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October 5, 2021

De-Risking: A Decades-Long Problem of The Remittance Industry

Remittance service providers (RSPs) play a crucial role in the global financial system by helping migrants in the world to send money back home. Considering that remittances are the primary source of income for many emerging markets, RSPs’ vital importance for much-needed financial stability is undeniable. However, despite carrying a crucial responsibility on their shoulders, RSPs constantly face the danger of being “de-risked” by banks. The problem is decades-long, industry-wide, and still could not be effectively addressed.

De-risking refers to the practice of financial institutions terminating or restricting business relationships with certain clients to avoid, rather than manage, risk.[1] The global practice of de-risking has been increasing in recent years, putting the remittance companies at risk of losing access to the global financial system.[2]

To grasp the reason behind, understanding commercial banks’ point of view is essential. One of the main reasons for banks’ de-risking is that it is becoming increasingly difficult to meet the requirements of the laws and regulations regarding anti-money laundering (AML) and know-your-client (KYC). The recipient at the end of the money transfer chain may not always be effectively identified. Also, most RSPs’ back-office operations, which are mostly manual, may not comply with standards of transparency and control.[3] As a result, to eliminate the risk of financing crime while meeting the requirements, most banks are retiring from participating in remittance services; and maintaining an effective payment system has become increasingly challenging.

In a survey conducted by The International Association of Money Transfer Network (IAMTN) and the United Nations Capital Development Fund (UNCDF) at the beginning of the Covid-19 period, more than 9 out of 10 RSPs stated that they had experienced changes in remittance volumes, while the majority (69%) noted a sudden decrease. The initial projection of the World Bank was a drop in remittance flows by about 20 percent in 2020.[4] However, despite the initial decline in remittances, officially recorded flows only declined by 1.6% below 2019 and remained at $540 billion at the end of the year.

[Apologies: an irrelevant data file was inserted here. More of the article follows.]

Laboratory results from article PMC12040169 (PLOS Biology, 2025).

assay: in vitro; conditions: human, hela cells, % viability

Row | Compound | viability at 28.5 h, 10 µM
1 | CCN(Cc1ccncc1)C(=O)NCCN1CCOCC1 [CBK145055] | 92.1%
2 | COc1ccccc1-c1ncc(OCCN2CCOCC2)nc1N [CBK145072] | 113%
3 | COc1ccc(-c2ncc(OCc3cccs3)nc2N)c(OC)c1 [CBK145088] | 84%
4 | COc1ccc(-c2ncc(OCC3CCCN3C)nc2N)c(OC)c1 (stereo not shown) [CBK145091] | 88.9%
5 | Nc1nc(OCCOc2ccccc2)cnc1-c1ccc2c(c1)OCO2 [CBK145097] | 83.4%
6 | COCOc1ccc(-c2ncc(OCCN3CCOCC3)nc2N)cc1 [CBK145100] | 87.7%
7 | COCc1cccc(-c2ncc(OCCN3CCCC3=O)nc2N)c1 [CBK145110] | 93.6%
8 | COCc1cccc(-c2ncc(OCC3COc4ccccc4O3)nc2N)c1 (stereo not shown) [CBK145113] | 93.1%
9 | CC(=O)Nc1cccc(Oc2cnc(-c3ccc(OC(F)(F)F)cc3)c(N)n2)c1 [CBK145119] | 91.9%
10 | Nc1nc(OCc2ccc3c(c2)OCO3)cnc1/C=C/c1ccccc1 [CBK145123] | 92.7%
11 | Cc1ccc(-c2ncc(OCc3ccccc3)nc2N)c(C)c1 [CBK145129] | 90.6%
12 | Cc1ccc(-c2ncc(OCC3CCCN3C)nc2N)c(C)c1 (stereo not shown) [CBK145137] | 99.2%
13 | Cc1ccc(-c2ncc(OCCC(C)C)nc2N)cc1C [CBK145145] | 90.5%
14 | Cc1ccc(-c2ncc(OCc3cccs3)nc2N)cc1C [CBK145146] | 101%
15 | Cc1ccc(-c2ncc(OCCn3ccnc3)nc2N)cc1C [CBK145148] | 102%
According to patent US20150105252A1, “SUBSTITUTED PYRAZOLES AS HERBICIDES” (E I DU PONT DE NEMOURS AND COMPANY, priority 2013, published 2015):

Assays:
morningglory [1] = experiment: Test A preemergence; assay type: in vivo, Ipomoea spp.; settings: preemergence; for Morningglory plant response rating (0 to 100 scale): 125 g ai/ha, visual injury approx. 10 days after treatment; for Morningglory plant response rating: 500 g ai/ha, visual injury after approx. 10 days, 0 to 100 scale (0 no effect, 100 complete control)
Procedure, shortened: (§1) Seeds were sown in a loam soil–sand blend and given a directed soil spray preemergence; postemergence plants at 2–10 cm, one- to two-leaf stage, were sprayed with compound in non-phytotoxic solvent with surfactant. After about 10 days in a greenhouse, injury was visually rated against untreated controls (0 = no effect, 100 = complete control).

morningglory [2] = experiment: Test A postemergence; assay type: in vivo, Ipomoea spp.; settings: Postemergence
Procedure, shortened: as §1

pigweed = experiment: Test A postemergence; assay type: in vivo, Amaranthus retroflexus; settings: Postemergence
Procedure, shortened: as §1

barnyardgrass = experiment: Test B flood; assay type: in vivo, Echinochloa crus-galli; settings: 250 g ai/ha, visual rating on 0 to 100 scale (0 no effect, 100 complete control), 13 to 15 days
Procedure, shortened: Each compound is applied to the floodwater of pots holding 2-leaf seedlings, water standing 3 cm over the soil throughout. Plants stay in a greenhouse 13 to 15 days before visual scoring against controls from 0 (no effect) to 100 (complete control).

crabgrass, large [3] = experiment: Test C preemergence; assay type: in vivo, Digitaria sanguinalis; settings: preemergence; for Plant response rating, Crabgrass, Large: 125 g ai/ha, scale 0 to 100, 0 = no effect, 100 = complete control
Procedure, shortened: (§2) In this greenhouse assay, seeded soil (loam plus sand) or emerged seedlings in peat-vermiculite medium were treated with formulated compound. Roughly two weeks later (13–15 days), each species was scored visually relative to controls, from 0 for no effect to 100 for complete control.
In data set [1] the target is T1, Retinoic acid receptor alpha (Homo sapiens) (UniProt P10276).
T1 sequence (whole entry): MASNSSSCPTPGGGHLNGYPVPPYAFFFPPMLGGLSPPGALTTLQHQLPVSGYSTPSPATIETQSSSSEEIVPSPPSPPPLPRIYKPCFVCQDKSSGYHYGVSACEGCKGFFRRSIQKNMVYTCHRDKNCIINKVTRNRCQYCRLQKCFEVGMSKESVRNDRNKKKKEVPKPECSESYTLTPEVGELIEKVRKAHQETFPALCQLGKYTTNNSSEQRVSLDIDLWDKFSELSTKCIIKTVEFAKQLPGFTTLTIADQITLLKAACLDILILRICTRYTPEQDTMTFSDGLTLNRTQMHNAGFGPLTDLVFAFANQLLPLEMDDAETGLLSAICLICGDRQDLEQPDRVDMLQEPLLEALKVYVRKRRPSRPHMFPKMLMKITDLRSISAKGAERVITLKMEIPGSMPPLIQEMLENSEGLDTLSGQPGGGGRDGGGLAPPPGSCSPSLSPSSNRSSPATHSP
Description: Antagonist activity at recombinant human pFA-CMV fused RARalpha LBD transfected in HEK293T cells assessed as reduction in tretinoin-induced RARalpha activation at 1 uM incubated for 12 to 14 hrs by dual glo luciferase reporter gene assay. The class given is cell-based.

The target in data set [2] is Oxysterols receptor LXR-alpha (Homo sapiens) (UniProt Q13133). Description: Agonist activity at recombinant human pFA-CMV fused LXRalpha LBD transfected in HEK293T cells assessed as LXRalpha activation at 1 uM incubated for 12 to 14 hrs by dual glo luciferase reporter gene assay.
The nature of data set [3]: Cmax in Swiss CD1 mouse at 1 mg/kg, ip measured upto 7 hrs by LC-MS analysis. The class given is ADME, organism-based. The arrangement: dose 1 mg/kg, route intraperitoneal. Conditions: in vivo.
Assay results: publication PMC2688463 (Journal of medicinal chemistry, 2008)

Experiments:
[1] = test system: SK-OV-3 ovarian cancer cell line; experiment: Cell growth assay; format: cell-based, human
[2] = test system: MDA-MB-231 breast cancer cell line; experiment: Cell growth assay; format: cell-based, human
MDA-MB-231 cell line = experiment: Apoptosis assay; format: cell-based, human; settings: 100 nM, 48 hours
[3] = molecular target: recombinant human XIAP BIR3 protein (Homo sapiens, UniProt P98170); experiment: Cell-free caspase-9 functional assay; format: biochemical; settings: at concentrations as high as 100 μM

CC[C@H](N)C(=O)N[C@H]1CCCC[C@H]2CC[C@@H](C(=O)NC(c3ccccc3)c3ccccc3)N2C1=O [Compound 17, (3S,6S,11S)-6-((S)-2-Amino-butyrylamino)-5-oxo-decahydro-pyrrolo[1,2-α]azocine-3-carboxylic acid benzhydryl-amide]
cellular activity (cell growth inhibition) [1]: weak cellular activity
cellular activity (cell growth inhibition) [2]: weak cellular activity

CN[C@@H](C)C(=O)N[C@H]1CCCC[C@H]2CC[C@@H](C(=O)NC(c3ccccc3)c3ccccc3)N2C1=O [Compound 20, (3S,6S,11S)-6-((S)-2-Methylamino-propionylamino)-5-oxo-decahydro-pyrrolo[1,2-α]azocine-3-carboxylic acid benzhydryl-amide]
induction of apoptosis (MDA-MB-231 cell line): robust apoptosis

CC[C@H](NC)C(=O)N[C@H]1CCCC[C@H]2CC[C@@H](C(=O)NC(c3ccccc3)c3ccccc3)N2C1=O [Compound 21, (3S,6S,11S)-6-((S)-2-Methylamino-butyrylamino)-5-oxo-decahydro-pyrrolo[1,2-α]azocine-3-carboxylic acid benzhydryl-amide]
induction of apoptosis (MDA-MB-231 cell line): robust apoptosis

The growth of the gig economy, the increase of remote workers and ‘global citizens’, and many other factors can explain the resilience of remittance flows. It shows us that whether de-risking practices continue or not, the demand for remittances will keep remaining high, and the critical role RSPs play will only increase in significance.

For effective risk mitigation and financial crime prevention systems to work, individuals and businesses must remain in regulated financial systems to a certain extent. However, if the increasing trend continues, people and businesses in emerging markets could be cut off from access to regulated financial services, which would cause an incline towards transactions through informal cross-border channels.[5]

De-risking puts global financial stability, the accessibility to financial services, and the system's transparency at stake. While many countries and NGOs are already taking steps to address concerns about de-risking, it still remains a major issue to be tackled to achieve an efficient, secure, and transparent financial system.[6]

[1] https://www.state.gov/de-risking/

[2] https://www.worldbank.org/en/topic/financialsector/brief/de-risking-in-the-financial-sector

[3] https://www.abyrint.com/solving-the-global-remittances-problem/

[4] UNCDF

[5] https://www.worldbank.org/en/topic/financialsector/brief/de-risking-in-the-financial-sector

[6] https://www.gpfi.org/sites/gpfi/files/sites/default/files/2020%20Update%20to%20Leaders.pdf

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